Per- and polyfluoroalkyl substances (PFAS) are often talked about as “forever chemicals” due to their persistence. Despite rising concern over detrimental health effects and accumulation in the environment, PFAS are still used in various consumer products. This may change in the upcoming years, as a recent European Chemicals Agency (ECHA) restriction proposal calls for a gradual ban of over 10,000 PFAS compounds in Europe1.
Even if the full PFAS ban takes effect in the near future, the pervasive compounds will be found in the environment for a long time to come. PFAS testing of water, fish, and other environmental samples will therefore remain important. In addition, two new pieces of EU legislation that took effect at the beginning of 2023 increase the demand for PFAS screening of food and drinking water.
What are so-called forever chemicals?
PFAS, colloquially known as “forever chemicals” are man-made organic compounds that have been used in consumer products since the 1940s due to their usefulness in repelling water, dirt, and grease. Some common PFAS-containing products include non-stick frying pans, water-proof textiles, and paper and board food packaging with a grease-resistant coating.
Due to their chemical structure, PFAS degrade very slowly. This leads to their accumulation in nature as a result of industrial waste and the degradation of consumer products. Humans get exposed to PFAS mainly through food and drinking water, although exposure can also occur through the air and using products containing the chemicals.
What are the health effects of PFAS?
The impacts of PFAS on human health have been increasingly studied since the beginning of the 2000s. Exposure to elevated amounts has been linked to detrimental effects including increased risk of certain types of cancer, reduced response to vaccines, and increased cholesterol levels2. Research has been focused, however, on a few of the most well-known compounds (mostly PFOS and PFOA). This means that very little is known about the effects of the thousands of other chemicals within the group.
Current restrictions on the use of PFAS in the EU
The use of the most harmful PFAS compounds has been restricted both globally and within the EU for more than a decade. The Stockholm Convention on Persistent Organic Pollutants forbids the use of PFOS, PFOA, PFHxS, and related compounds, apart from specific uses where they may not be effectively replaced3. In addition, several groups of PFAS compounds have been added to the REACH Regulation Candidate List4. If chemicals included in the Candidate List are used in products, the producer or importer is obliged to notify ECHA, as well as provide customers with sufficient information on the safe use of the product.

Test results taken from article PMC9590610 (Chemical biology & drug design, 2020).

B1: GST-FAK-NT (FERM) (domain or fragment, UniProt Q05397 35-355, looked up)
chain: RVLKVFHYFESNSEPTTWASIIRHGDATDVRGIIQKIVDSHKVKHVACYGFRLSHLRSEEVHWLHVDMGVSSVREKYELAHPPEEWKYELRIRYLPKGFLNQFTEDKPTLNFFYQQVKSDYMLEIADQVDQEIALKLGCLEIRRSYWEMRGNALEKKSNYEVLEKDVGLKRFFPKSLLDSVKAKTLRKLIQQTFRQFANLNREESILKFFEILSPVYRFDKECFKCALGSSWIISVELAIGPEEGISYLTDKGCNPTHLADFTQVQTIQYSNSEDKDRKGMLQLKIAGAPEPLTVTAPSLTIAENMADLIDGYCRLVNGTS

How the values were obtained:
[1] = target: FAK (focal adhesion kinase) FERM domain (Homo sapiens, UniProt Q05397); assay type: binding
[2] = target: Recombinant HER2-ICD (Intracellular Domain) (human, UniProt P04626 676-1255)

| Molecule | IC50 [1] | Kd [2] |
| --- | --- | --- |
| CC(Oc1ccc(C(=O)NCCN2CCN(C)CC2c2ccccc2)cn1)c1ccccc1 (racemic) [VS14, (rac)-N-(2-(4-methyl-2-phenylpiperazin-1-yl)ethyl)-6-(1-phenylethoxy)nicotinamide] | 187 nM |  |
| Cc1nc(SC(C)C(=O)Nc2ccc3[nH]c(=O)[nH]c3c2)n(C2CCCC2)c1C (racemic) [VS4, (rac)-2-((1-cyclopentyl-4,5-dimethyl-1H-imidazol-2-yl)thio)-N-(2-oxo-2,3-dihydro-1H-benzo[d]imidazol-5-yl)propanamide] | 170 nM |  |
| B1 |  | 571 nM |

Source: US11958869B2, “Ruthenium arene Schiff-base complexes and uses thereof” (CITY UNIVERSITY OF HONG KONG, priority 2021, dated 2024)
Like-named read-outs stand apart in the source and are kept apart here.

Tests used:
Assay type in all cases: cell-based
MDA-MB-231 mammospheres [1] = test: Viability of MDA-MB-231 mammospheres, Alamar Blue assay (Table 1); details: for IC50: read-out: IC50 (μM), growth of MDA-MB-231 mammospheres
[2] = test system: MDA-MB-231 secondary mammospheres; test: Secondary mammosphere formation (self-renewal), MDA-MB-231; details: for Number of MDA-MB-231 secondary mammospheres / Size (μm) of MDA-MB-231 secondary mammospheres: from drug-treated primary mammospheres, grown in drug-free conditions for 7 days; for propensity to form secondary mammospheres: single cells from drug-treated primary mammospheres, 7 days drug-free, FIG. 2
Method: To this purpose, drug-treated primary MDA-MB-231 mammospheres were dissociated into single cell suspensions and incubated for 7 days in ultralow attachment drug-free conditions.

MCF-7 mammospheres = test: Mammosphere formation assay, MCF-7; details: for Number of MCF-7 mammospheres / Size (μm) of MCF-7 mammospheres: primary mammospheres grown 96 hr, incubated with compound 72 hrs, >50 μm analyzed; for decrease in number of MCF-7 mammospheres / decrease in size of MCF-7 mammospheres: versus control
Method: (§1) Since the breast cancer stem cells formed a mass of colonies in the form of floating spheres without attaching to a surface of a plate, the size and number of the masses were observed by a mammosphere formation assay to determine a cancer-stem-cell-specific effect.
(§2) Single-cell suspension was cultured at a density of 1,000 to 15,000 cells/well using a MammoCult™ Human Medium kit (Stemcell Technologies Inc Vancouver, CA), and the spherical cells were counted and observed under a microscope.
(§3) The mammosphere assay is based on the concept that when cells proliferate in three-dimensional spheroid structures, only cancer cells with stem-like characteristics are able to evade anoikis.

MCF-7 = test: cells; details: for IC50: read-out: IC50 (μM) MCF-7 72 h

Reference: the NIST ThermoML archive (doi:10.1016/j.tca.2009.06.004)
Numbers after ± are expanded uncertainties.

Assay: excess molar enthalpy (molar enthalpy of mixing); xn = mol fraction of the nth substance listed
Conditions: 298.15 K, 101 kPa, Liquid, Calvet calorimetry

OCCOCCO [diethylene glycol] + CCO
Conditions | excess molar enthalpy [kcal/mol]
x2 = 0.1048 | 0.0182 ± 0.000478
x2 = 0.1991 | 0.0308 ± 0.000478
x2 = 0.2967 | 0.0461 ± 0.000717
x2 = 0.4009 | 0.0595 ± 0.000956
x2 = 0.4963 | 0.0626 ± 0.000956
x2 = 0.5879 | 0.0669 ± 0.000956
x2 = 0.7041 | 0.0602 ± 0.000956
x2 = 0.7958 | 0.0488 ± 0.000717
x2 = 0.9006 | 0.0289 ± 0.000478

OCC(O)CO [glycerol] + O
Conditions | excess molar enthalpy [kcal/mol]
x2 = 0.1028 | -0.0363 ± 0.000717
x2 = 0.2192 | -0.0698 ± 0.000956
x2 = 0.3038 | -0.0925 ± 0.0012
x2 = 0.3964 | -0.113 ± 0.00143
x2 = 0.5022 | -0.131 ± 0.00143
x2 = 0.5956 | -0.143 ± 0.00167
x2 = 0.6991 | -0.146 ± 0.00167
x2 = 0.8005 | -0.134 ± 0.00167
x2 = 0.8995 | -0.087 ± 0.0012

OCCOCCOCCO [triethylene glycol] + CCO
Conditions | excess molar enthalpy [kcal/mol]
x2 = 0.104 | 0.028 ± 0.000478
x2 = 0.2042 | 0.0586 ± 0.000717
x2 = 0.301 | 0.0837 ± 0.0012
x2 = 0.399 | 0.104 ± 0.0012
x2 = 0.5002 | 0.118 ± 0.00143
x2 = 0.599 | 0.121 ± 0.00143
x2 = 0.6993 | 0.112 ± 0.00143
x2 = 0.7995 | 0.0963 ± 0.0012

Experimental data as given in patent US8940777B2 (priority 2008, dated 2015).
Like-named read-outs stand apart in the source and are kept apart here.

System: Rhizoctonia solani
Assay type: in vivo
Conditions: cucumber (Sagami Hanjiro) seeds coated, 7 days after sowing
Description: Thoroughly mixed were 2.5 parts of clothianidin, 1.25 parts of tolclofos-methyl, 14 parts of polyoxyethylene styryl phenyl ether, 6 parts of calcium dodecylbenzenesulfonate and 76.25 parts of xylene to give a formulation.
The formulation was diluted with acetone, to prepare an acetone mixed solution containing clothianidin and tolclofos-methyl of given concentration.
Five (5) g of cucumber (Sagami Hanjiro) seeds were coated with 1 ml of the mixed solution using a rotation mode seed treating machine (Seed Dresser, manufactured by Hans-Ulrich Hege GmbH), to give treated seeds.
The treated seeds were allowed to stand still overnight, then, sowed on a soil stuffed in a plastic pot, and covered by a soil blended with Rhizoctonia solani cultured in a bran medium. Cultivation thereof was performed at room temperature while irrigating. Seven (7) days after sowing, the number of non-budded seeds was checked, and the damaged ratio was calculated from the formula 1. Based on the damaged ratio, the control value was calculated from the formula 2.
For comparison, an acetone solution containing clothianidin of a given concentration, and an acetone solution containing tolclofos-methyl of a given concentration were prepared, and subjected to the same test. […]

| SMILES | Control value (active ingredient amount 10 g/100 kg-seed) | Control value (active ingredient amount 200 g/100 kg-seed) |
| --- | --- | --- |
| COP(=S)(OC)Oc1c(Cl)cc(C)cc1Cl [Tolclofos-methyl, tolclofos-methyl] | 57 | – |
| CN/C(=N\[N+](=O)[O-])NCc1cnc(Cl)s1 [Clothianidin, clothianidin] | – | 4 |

EU legislation on maximum PFAS concentrations in food and drinking water
At the beginning of 2023, two pieces of legislation came into force in the EU to limit human exposure to harmful amounts of PFAS. The concentrations of PFAS compounds in food are regulated by Commission Regulation (EU) 2022/2388, while Directive (EU) 2020/2184 places limits on the presence of PFAS in drinking water.
The limits on PFAS in selected food products are listed in Table 15. If higher concentrations are discovered in laboratory tests, the product is to be removed from the market.
Table 1: Maximum levels of PFAS per food category
Sum of the 4 PFAS, μg/kg
Anchovy, babel, bream, char, eel, pike-perch, perch, roach, smelt, and whitefish
Baltic herring, bonito, burbot, pike, plaice, sardine, seabass, wild salmon and trout, etc.*
Other species of fish & all fish intended for young children
Crustaceans and molluscs
Meat of bovines, pigs, and poultry
Meat of sheep
Offal of sheep, pigs, poultry, and bovine animals
Meat of game animals
Offal of game animals
* In addition to these, the category covers European sprat, flounder, grey mullet, horse mackerel, pilchard, sea catfish, sea lamprey, tench, vendace, silverly lightfish, and wolf fish.
The revised EU Drinking Water Directive’s requirements on PFAS will take effect in January 2024, when the European Commission is expected to establish the technical guidelines for testing. The maximum concentration of all PFAS compounds combined is going to be 0.5 μg per liter of water. Alternatively, member states can monitor the sum of 20 PFAS compounds, for which the maximum is 0.1 μg/l6.
PFAS testing is most often performed using the LC-MS method, which combines liquid chromatography and mass spectrometry. With LC-MS, it is possible to detect several PFAS compounds in water with a detection limit of 0.0002 µg/l. The method is well-equipped, therefore, for compliance testing by the limits set in EU legislation.
Measurlabs offers PFAS testing for food, water, and other environmental samples. A PFAS testing package for plastics is also available, and other sample types may be analyzed upon request. Please ask our experts for more information by emailing us at email@example.com, and we will get back to you within one business day.
1 ECHA’s draft proposal recommends a full ban on PFAS compounds with an application-dependent transition period from 18 months to 12 years. The proposal was submitted by Germany, the Netherlands, Sweden, Norway, and Denmark. The European Commission’s decision on the possible adoption of the proposal is expected in 2025.
2 The European Environment Agency provides a summary of current knowledge on the health effects of PFAS.
3 List of substances restricted by the Stockholm Convention
4 ECHA’s Candidate List of substances of very high concern
5 These limits are outlined in the Annex of Regulation (EU) 2022/2388.
6 The timetable for the establishment of PFAS testing guidelines is outlined in Article 13(7) of Directive (EU) 2020/2184. The planned maximum concentrations for PFAS Total and Sum of PFAS are listed in Part B of Annex I.